CFAR's track record includes a litany of awful mistakes re. welfare and safeguarding where each taken alone would typically warrant suspension or disqualification, and in concert should guarantee the latter as it demonstrates - rather than (e.g.) "grave mistake which is an aberration from their usually excellent standards" - a pattern of gross negligence and utter corporate incompetence. Whatever degree of intermediate risk attending these workshops constitute is unwise to accept (or to encourage others accepting), given CFAR realising these risks is already well-established. 

To build on Greg's example, I think in normal circumstances, if eg a school was linked with a summer camp for high schoolers, and the summer camp made the errors outlined in the post linked to, then the school would correctly sever ties with the summer camp. 

The mistakes made seem to me to be outrageously bad - they put teenagers in the custody of someone they had lots of evidence was an unethical sociopath, and they even let him ask a minor to go to Burning Man with him, and after that still didn't ban him from their events (!). Although apparently little harm was done, this seems to me to have been very lucky, and if the minor had agreed (which CFAR apparently would not have prevented) this most likely would have ended extremely badly. If the minor had agreed and it had ended extremely badly, would you think that should disqualify them from running future events? If yes, why should the good fortune of the minor turning down the invitation make any difference to how we treat CFAR?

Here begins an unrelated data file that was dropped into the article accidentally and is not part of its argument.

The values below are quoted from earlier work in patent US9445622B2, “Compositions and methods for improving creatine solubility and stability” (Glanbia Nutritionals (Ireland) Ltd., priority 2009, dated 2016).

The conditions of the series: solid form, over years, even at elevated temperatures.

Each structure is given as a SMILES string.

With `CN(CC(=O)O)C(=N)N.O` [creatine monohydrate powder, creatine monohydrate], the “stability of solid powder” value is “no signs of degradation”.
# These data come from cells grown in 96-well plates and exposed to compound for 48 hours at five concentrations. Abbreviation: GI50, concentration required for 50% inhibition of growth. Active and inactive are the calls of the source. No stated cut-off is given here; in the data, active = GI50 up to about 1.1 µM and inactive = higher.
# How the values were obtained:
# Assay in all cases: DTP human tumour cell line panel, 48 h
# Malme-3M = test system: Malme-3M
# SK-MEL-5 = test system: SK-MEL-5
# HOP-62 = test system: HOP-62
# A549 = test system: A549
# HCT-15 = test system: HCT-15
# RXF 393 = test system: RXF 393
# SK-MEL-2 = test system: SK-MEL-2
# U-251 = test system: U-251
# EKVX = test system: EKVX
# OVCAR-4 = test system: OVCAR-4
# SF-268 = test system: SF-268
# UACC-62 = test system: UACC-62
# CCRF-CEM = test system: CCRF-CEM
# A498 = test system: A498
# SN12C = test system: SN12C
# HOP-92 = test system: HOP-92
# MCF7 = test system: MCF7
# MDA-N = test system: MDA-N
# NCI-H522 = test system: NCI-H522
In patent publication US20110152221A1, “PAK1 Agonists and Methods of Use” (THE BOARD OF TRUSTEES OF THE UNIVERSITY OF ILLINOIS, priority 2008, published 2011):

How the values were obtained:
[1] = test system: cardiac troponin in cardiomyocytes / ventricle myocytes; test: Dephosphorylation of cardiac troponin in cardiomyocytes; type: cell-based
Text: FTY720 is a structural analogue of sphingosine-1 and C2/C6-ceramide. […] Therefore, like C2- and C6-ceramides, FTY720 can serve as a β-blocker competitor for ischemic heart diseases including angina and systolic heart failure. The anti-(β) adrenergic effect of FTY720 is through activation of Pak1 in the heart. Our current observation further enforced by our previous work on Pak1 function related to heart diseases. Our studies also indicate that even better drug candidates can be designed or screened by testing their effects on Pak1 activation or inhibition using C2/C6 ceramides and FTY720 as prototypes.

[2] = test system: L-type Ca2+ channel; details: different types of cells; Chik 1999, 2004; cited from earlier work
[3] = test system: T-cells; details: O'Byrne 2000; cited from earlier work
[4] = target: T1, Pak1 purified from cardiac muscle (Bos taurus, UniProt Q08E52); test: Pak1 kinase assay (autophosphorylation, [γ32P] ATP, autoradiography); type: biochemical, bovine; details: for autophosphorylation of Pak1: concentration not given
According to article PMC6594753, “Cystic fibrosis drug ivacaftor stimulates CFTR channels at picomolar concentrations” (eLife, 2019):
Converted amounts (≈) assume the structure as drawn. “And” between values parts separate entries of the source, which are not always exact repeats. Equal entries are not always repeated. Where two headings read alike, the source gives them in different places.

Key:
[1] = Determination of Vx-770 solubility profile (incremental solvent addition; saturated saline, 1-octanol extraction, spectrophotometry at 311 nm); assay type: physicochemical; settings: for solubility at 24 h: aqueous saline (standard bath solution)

From accounts I heard later (I was not at the camp, but did hear a lot about it from folks who were), I'm basically certain CFAR would have interfered with the minor going even if the minor had agreed.  Multiple CFAR staff members stepped in to attempt to prevent the minor from going (as mentioned in e.g. https://www.rationality.org/resources/updates/2019/cfars-mistakes-regarding-brent, and as I also remember from closer to time) much fuss was correctly made at the time, etc.  I agree that many bad mistakes were made, then and previously and afterwards, however.